Entrepreneurs and companies of all sizes and types must vigilantly protect their intellectual property. A brand, invention or creative work can be the basis of an entire business plan and if it becomes vulnerable to competitors, the business could face market loss and financial decline.
Trade dress is part of trademark law
Many people are not familiar with trade dress as an intellectual property asset. The U.S. Patent and Trademark Office (USPTO) in its Trademark Manual of Examining Procedure explains that trade dress falls under the umbrella of trademark law, historically protecting a product’s “dressing” (i.e., packaging) as an indication of the product’s source.
Over time, according to the USPTO, leading federal cases have expanded trade dress beyond just packaging to include other aspects of a product or service like:
- Design, meaning “shape or configuration”
- Image, look and appearance
- Physical makeup, including color, graphics, shape and similar elements
The Manual quotes the U.S. Supreme Court, which said that “almost anything at all … capable of carrying meaning” could be a “device” or “symbol” that functions as trade dress by identifying the product’s origin.
Trade dress that is functional is unprotected
The Trademark Act prohibits registration as a trademark or trade dress any “matter that … is functional,” which has been widely described as meaning “useful.” A recent case from the U.S. Court of Appeals for the 3rd Circuit interpreted functionality in the context of cookie design. (The case text at the link includes pictures of the baked goods in question.)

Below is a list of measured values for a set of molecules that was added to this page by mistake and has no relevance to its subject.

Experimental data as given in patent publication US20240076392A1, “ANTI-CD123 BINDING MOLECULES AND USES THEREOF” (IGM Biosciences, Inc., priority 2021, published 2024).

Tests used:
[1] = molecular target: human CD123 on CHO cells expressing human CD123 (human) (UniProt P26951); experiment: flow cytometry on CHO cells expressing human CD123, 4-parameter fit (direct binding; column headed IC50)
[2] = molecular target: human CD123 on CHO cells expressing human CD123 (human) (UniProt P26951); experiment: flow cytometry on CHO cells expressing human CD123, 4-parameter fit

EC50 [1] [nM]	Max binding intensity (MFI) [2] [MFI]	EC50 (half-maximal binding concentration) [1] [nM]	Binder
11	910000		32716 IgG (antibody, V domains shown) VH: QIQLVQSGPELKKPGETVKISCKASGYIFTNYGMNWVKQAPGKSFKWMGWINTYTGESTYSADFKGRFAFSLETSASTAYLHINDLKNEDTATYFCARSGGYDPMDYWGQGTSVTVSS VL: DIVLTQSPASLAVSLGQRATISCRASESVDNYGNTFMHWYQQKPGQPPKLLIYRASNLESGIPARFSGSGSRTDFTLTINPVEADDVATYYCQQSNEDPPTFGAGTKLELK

Ezaki Glico Kabushiki Kaisha v. Lotte International America Corp. is a trade-dress infringement dispute about similar long, skinny cookie sticks dipped in chocolate or flavored cream. The opinion cleverly begins: “This is a tale of more than just desserts.”
Japanese company Ezaki Glico is known for its famous Pocky cookie stick, sold in the U.S. for decades, where it eventually faced Lotte and its competing product Pepero. Despite Ezaki Glico having federal trade-dress registration for Pocky, Lotte prevailed in the trade-dress infringement lawsuit because the court found the design of Pocky was functional and therefore not protectable.
A cookie handle is functional and therefore up for grabs for competitors’ use
The court explained that the “functionality doctrine … protect[s] competition by keeping a producer from monopolizing ‘a useful product feature,’” quoting the U.S. Supreme Court, but “’merely … ornamental, incidental, or arbitrary aspect[s] of the device” are not functional. Here, Ezaki Glico designed Pocky with usefulness in mind – the end of the stick functions as a handle to keep chocolate off the hand and make it easy to eat. The thin design also makes it easy to pack several into a box to take with you and share with others.
Because the trade dress was functional, and not “arbitrary or ornamental flourishes … to identify … the source,” it was not protectable.
We will touch further on trade dress in future posts. In the meantime, a lawyer can provide information and representation to an individual or company seeking to protect trade dress or facing accusations of trade dress infringement.